Audi A4 2.0T
Audi left the 2010 Detroit Auto Show with three very different awards. One was the "Most Improved Loyalty to Make," which all sounds wonderfully worthy and the sort of thing that Subaru might snag. The second was the EyesOn Design award for the 2011 A8, the new car for architects to get excited about. And the third was a "Best in Show" for the e-Tron concept (if that's the future, it looks promising). A company that covers such disparate bases and all points in between is a rarity; it melds substance with a high cool factor.
A combination echoed and emphasized in Air & Water Enterprises' (AWE Tuning) 2006 A4 2.0T Quattro S line. It's also an illustration of how the first leads to the second. There's so much substance lurking behind that RS4 grille it's unreal.
The VW/Audi 2.0-liter four-cylinder turbo doesn't have to do any more to prove itself as one the great European engines, but here, according to AWE, it gamely delivers 377 hp at 6500 rpm and 317 lb-ft at 5475 rpm (running 93-octane gas and measured at the crank), thanks to an upgraded forced induction system (AWE states that the engine has the potential for 500 hp, providing its internals were uprated. The company has capped output for this one so as not to over-stress its stock parts).
The principal player is a Garrett GT28-71R turbocharger, an item that kicked off hundreds, if not thousands, of hours in the R&D department. Says Todd Sager, president of AWE: "The real magic of this car is its turbo kit." With this larger charger, the engine becomes a hungry beast that needs a lot of feeding, so a high-pressure, high-flow fuel pump is needed. "Coming up with a 130-bar fuel pump is a whole new ball game," says Sager. The company has created its own profoundly engineered solution with a pump whose tolerances are measured in microns. And not many of those, either.
"With this kit, we also have a revised electronic module for the low pressure 'feeder' electric pump that sits in the fuel tank," says Sager. "Without this module, the low-pressure pump could not keep up with the increased demand from our high- pressure pump. No other kit has this solution. Without it, stable full-throttle power is seriously limited."
There's a similar dedication to detail in the diverter valve, which operates when the throttle body is closing or closed. The factory unit, like the OEM fuel pump, has a tendency to wimp out. "VW/Audi has gone through multiple revisions trying to solve the stock DV's reliability issue," says Sager. AWE found something better in Porsche's turbo system, so the Philly-based company took that and adapted it for this application. Now it can work in 2.0T engines kicking out three times the stock power with no issues whatsoever.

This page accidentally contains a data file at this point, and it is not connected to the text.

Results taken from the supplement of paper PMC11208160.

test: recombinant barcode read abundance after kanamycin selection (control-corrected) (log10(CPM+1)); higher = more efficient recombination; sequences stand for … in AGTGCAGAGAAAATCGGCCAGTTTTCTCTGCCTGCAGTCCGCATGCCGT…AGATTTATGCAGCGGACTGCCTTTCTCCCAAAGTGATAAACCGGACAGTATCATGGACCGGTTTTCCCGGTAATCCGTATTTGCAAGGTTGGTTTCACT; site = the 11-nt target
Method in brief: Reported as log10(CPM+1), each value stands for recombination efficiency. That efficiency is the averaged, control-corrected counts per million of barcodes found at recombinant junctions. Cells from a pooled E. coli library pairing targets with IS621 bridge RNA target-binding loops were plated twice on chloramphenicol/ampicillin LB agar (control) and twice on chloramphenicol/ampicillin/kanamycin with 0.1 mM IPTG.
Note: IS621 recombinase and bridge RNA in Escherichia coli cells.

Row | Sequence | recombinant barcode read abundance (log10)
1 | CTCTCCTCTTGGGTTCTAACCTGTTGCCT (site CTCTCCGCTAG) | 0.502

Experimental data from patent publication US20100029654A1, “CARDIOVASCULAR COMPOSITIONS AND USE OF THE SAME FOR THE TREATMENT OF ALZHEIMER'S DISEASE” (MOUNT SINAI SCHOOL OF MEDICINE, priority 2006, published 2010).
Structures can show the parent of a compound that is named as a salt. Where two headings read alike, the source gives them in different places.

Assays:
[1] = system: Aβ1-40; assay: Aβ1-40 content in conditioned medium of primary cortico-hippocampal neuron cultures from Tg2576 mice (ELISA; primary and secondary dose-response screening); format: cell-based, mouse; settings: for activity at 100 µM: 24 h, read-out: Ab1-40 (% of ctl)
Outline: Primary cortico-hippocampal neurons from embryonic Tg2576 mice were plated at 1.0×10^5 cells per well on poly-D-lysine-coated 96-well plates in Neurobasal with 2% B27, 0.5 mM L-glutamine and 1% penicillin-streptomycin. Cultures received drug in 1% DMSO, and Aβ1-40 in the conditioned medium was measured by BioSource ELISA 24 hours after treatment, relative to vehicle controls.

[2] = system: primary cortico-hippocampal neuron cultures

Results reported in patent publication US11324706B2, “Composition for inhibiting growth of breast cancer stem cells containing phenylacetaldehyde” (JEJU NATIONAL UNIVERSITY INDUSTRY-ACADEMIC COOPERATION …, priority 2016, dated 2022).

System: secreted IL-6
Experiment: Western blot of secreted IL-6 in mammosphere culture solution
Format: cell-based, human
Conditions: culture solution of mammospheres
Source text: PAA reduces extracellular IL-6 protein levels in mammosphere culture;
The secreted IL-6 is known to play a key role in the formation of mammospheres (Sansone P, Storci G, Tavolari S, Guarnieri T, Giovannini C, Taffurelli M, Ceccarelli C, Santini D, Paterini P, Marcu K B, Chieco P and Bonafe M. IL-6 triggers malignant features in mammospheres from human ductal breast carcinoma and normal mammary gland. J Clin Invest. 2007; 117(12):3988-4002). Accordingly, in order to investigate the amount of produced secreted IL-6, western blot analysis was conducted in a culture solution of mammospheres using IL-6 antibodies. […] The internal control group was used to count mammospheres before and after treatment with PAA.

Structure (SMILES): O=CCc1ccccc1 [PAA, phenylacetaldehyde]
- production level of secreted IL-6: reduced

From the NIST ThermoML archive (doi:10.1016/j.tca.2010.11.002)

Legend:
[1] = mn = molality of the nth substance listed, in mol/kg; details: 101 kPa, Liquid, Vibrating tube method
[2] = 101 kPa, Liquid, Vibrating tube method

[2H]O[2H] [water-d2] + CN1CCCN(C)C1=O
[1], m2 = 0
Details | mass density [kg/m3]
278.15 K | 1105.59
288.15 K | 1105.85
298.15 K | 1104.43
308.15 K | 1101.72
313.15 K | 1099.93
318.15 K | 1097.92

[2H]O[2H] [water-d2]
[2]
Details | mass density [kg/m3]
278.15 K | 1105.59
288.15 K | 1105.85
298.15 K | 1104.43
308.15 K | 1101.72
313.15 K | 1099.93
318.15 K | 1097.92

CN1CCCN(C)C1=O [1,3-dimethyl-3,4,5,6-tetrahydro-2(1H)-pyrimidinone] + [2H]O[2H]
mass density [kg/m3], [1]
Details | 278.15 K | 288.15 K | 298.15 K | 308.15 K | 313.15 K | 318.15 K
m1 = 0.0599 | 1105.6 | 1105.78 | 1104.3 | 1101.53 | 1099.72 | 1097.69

Suck, bang and blow are all synchronized by GIAC software and switching (with Pump Fuel, Valet and Ignition Kill modes), while an AWE all-aluminum front-mount intercooler drops the temperature of inhaled air by up to 27 degrees F. This thing is not small, but it runs with 50 percent less restriction than its factory counterpart and includes a power steering cooler assembly too.
On the exhaust side of the process is an in-house catback system fashioned from 2.5-inch T304 stainless steel which AWE claims can contribute 12 hp and 8 lb-ft to the final output tally. It incorporates a 200-cell high-flow catalytic converter made in Germany by HJS. And before we close the hood, we should note the Nomex-reinforced silicone hoses.
For a thoroughly bodacious B7, better buy some Bilsteins. The coilovers here are of the PSS9 variety, meaning nine-way adjustable compression and rebound, from tranquil all the way to track. Since this is AWE's demonstrator car, a rolling catalog of sorts, it does duty on the street and the circuit; because the suspension settings can be changed while in place, it's kept on full soft for the former and full stiff for the latter. Notice also the somewhat lowered ride height.